Investors are worried the U.S. stock market has rallied for six months without significant correction but they're not ready to call it quits.
The CBOE Volatility Index VIX, Wall Street's so-called "fear gauge," was on track to end the week about 5 percent higher even as the S&P 500 index rose to twice its value from just two years ago. The index is usually inversely correlated to the S&P and a rise in the VIX typically means a drop in the stock market.
"There is definitely high anxiety because every day it looks like the market is at the top and it's going to have to correct," said James Dailey, portfolio manager of TEAM Asset Strategy Funds in Harrisburg, Pennsylvania.
"Are we due for a pullback? Yes. When? that's the big question. Money just keeps flowing into equities."
The VIX's overall level of 16.51 is still historically low but substantially higher than recent volatility. That suggests investors see more share gyrations in the weeks ahead.
According to Steve Place, founder of options analytics firm investingwithoptions.com, realized volatility on the SPDR S&P 500 exchange-traded fund has fallen back to levels of "support" last seen in April 2010 and Dec 2009.
The 20-day historical volatility level on the ETF, also known as "Spiders," is at 9.89, suggesting a calm market even as stocks stand at levels analysts consider overbought. During the mini-flash crash in May, the level shot up to 32.
"For me, to call a bottom in volatility would essentially be me calling a top in equities, which is not something I am willing to do at this point," said Place.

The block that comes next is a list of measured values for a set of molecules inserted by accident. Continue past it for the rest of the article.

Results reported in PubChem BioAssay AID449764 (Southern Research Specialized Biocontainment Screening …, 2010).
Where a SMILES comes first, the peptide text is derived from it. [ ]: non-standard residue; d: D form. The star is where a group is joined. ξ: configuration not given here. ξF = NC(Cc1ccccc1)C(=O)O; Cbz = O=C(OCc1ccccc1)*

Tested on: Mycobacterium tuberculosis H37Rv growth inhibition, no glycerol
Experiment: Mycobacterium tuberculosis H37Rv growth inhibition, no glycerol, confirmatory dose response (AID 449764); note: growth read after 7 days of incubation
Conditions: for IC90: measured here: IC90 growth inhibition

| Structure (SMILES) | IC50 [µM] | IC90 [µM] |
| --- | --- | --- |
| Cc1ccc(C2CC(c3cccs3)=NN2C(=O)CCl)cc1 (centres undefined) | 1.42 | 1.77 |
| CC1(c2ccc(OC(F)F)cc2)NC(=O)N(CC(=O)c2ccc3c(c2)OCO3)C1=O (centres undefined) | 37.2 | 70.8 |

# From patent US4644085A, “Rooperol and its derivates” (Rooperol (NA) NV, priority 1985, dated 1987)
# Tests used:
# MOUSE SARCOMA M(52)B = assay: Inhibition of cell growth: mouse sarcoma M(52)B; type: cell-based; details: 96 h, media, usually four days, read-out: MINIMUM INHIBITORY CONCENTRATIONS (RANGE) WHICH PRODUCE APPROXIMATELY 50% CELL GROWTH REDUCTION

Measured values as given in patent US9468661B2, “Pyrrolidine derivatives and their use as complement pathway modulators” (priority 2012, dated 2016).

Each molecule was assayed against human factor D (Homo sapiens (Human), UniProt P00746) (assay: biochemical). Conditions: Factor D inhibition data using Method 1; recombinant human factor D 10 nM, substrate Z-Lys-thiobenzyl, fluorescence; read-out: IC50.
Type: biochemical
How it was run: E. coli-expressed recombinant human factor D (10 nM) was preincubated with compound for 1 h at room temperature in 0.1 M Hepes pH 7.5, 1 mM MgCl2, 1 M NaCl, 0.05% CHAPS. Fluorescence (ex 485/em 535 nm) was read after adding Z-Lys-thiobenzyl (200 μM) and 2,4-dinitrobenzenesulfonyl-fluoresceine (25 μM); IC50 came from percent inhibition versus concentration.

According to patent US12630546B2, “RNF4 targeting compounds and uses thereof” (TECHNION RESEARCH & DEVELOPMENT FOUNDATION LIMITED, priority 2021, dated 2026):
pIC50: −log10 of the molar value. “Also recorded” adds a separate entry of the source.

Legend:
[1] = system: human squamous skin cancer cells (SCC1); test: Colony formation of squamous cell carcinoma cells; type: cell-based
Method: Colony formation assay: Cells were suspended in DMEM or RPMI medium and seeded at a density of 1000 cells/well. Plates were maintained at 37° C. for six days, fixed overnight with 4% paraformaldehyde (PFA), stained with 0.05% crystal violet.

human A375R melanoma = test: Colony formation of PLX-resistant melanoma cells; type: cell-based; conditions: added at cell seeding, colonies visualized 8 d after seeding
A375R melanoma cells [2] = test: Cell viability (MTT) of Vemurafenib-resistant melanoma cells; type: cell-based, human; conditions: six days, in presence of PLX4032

"Domestic equities are where the capital has been going into and we don't know when that will stop."
Money poured into risk assets like stocks in the last quarter of 2010 after the U.S. Federal Reserve pledged to keep interest rates low and pump another $600 million into the U.S. economy by purchasing more Treasury debt. Hopes the Fed's action would inject life into a sluggish U.S. recovery helped spark a 20 percent gain in the last six months.
Supporting the optimism in the market, BofA Merrill Lynch Global Research recently raised its 2011 earnings-per-share estimates on the S&P 500. Both Credit Suisse and UBS AG boosted its year-end projection for the S&P. Credit Suisse is looking for 1,450, while UBS expects 1,425.
"When the market grinds higher and the longer that persists, the fall tends to be more abrupt and volatile," Dailey said.
"The 3-5 percent correction that the market had anticipated might now turn into a 5-10 percent one."
In signs that the momentum might be dwindling in the market, trading volume has been light recently, struggling to match the year's average of about 7.9 billion shares on the New York Stock Exchange, NYSE Amex and Nasdaq.
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